When Ms. Mason was living at home during the first six months of the pandemic, she relied on her mother for food shopping and company. In the fall, she returned to an empty Boston apartment where she worked remotely. Taking public transportation to the grocery store and laundromat brought her unexpected stress.
“It was very difficult for me to get used to being alone again,” she said. “I spent a lot of weekends in bed if I didn’t have anything to do. I experienced a lot of loneliness.”
Ms. Mason is one of many young adults who left lives of independence to move back home with their parents during the Covid-19 pandemic. About one in 10 young adults say they relocated temporarily or permanently because of the coronavirus outbreak, according to the Pew Research Center. At the height of the pandemic, more people under 30 were living with their parents than were living on their own. Pew found that 52 percent of young adults ages 18 to 29 were living in their parents’ homes last summer, up from 46 percent at the start of the year. The percentage of young people who returned home was even higher than in 1940, when, at the end of the Great Depression, 48 percent of young adults lived with their parents.
It’s not uncommon for young adults in their 20s to return to their parents’ home, as economic and social situations tend to fluctuate during this life period. But the pandemic changed the rules for many young adults, requiring them to live with their parents for much longer than 20-somethings of earlier generations, said Jeffrey Arnett, a professor of psychology at Clark University. Young adults were more likely than other adults to have lost their jobs because of the coronavirus and to feel depressed in response to the pandemic, he said. For some, it may have felt like a step backward.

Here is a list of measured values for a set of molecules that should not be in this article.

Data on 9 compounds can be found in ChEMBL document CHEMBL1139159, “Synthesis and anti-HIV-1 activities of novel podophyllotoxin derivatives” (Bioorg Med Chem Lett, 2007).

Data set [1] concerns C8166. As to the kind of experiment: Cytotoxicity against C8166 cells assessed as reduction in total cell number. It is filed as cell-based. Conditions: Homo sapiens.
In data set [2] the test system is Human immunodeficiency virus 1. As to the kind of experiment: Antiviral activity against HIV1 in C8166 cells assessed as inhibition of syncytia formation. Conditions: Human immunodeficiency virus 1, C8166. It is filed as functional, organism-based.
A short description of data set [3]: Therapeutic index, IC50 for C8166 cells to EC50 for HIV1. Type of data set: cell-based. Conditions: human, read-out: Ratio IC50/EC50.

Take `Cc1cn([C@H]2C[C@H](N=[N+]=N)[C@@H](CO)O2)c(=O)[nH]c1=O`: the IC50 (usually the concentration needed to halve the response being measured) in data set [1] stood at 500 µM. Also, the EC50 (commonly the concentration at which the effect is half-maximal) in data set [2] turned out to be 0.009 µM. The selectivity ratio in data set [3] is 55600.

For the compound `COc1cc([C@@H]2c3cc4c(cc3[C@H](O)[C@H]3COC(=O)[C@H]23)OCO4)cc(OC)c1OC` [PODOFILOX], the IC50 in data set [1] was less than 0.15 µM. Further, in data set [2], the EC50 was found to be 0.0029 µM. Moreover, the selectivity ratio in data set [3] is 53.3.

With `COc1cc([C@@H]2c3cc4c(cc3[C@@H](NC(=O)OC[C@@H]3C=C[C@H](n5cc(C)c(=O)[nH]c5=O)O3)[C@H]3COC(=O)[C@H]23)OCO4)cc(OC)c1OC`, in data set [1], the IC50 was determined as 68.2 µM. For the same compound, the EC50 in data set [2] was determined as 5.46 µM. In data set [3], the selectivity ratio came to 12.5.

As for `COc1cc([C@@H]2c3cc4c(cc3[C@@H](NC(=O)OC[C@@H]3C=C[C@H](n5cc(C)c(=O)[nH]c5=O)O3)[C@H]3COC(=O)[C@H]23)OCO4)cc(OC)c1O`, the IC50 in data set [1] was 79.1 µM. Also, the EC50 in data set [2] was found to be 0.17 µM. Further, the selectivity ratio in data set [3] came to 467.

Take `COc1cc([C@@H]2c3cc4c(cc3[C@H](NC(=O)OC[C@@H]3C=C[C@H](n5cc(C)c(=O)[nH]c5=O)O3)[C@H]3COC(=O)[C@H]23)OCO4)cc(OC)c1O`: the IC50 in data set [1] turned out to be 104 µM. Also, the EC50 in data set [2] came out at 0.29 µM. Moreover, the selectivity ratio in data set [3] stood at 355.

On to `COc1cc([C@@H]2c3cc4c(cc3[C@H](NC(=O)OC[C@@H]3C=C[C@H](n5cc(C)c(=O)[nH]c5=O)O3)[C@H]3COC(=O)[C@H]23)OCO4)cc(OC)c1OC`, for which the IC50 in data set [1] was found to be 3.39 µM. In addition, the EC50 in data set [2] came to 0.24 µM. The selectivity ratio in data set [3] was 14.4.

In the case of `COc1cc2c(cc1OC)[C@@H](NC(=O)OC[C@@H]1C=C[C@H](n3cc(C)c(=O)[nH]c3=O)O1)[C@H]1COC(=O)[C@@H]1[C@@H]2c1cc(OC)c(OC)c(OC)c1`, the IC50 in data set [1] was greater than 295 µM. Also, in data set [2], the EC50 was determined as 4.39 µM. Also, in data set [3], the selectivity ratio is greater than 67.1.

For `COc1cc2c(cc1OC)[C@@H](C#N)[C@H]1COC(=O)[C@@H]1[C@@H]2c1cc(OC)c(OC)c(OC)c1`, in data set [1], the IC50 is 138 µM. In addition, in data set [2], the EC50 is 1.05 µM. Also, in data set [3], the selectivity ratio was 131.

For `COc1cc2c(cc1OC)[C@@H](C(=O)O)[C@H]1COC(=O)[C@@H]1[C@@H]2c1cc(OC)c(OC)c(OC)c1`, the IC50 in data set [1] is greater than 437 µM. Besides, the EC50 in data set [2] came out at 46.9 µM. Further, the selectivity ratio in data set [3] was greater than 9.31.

“You felt like you were getting somewhere, or at least you were intending to,” Dr Arnett said. “And now here’s a year that just blows it all up — one that made it very hard to make progress toward an adult life for yourself.”
Young adults are discovering that after the second emptying of the nest, it’s not just parents who struggle. The first time they left home, it was exciting to escape high school and parental rules and move in to college dorms or apartments with friends. But young adults leaving the nest a second time during the pandemic often are returning to empty apartments where they must work or attend classes remotely.
Marina Frattaroli, 23, moved home to Dallas for what was supposed to be a brief stay in 2019 after graduating, but the pandemic delayed her move out for a year. While living with her parents, Ms. Frattaroli was unemployed for part of the time, and she grew used to the “slow pace of life,” and spending her free time cooking, grocery shopping and reading. This summer, she’s going to work for a judge in Houston. Since leaving the nest again, it’s been difficult to juggle home life and law school, and she’s still struggling with lingering effects from a bout with Covid-19 two months ago.
The first time she left home, she and her friends had spent years planning for college. This time, she said, she thought leaving home again would be the same. “But that is not at all what it felt like,” she said. “I don’t think I was ready for it, or that the world even knew we had so much to transition from.”
Brynna Bantley, 27, was working as a personal chef in San Diego, but had to return home to Atlanta in July after she couldn’t find consistent work because of pandemic shutdowns. Ms Bantley said she’s been putting off her eventual move out of the house, in part to save money, but also because she’s anxious about leaving home. She worries about being able to support herself without her parents’ help and her ability to find steady freelance work in the hospitality industry. In college, she said, she felt she had “a purpose.” “Now if I move out, I don’t know if I’ll have as much of a directive,” she said. “You don’t know exactly what you’re going to do. It’s a little bit daunting.”
HAVE A PLAN.